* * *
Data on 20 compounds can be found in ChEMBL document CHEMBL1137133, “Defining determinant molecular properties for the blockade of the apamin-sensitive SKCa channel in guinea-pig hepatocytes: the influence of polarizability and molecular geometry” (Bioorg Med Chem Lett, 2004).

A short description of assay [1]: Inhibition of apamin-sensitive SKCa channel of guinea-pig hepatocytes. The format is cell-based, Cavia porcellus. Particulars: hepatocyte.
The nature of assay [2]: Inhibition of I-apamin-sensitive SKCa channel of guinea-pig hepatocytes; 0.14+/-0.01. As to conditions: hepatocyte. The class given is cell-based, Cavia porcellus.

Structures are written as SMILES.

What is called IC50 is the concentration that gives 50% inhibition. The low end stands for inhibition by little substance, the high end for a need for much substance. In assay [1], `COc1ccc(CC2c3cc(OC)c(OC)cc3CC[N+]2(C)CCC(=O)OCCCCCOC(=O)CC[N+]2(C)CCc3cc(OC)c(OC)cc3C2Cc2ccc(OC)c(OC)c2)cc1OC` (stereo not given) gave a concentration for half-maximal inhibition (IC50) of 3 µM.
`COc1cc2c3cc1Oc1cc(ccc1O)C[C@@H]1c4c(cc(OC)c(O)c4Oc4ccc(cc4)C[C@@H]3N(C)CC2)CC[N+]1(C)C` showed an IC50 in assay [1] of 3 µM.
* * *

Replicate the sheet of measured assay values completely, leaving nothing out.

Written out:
Data on 20 compounds can be found in ChEMBL document CHEMBL1137133, “Defining determinant molecular properties for the blockade of the apamin-sensitive SKCa channel in guinea-pig hepatocytes: the influence of polarizability and molecular geometry” (Bioorg Med Chem Lett, 2004).

A short description of assay [1]: Inhibition of apamin-sensitive SKCa channel of guinea-pig hepatocytes. The format is cell-based, Cavia porcellus. Particulars: hepatocyte.
The nature of assay [2]: Inhibition of I-apamin-sensitive SKCa channel of guinea-pig hepatocytes; 0.14+/-0.01. As to conditions: hepatocyte. The class given is cell-based, Cavia porcellus.

Structures are written as SMILES.

What is called IC50 is the concentration that gives 50% inhibition. The low end stands for inhibition by little substance, the high end for a need for much substance. In assay [1], `COc1ccc(CC2c3cc(OC)c(OC)cc3CC[N+]2(C)CCC(=O)OCCCCCOC(=O)CC[N+]2(C)CCc3cc(OC)c(OC)cc3C2Cc2ccc(OC)c(OC)c2)cc1OC` (stereo not given) gave a concentration for half-maximal inhibition (IC50) of 3 µM.
`COc1cc2c3cc1Oc1cc(ccc1O)C[C@@H]1c4c(cc(OC)c(O)c4Oc4ccc(cc4)C[C@@H]3N(C)CC2)CC[N+]1(C)C` showed an IC50 in assay [1] of 3 µM.